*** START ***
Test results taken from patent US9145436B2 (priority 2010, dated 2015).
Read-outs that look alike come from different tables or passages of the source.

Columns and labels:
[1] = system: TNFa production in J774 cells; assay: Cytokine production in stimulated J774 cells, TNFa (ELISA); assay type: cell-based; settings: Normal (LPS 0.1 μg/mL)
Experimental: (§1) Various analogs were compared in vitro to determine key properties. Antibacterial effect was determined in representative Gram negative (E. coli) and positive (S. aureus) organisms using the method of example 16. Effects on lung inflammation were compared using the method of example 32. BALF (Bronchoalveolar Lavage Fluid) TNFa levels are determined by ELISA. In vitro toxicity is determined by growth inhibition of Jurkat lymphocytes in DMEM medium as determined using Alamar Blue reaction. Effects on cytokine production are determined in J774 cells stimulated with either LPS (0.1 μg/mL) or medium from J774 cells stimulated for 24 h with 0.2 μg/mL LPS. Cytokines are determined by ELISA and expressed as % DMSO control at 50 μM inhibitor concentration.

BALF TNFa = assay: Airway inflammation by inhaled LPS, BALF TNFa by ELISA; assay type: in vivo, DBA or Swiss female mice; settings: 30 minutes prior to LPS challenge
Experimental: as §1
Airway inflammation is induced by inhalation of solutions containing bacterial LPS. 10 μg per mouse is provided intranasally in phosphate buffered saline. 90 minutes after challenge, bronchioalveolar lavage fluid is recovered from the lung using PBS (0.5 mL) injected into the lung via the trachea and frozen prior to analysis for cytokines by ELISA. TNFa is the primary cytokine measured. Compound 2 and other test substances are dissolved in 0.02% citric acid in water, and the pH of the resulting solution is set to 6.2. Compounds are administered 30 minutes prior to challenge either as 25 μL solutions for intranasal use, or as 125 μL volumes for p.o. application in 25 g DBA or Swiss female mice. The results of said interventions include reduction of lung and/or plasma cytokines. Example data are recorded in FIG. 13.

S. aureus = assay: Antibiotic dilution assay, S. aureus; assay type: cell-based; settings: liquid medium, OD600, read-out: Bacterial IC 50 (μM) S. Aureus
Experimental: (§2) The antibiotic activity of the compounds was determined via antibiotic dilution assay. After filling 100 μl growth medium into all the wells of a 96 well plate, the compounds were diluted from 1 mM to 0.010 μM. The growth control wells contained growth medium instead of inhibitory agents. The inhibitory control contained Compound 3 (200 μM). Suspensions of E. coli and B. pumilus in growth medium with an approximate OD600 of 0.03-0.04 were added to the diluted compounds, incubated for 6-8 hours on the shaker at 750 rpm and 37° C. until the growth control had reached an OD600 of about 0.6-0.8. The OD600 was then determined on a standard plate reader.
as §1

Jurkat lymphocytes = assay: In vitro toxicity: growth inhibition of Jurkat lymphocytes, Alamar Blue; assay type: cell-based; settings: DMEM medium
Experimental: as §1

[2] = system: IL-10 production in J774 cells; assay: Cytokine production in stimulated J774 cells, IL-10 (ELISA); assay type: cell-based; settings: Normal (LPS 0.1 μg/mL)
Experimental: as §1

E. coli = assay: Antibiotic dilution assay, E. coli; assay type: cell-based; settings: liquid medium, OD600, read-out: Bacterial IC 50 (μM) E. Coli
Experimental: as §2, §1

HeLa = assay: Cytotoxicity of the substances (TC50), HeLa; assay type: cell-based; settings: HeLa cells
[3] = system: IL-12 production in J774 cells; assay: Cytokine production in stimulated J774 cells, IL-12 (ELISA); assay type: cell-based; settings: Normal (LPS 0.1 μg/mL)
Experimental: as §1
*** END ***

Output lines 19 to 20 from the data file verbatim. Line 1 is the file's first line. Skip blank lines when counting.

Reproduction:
[3] = system: IL-12 production in J774 cells; assay: Cytokine production in stimulated J774 cells, IL-12 (ELISA); assay type: cell-based; settings: Normal (LPS 0.1 μg/mL)
Experimental: as §1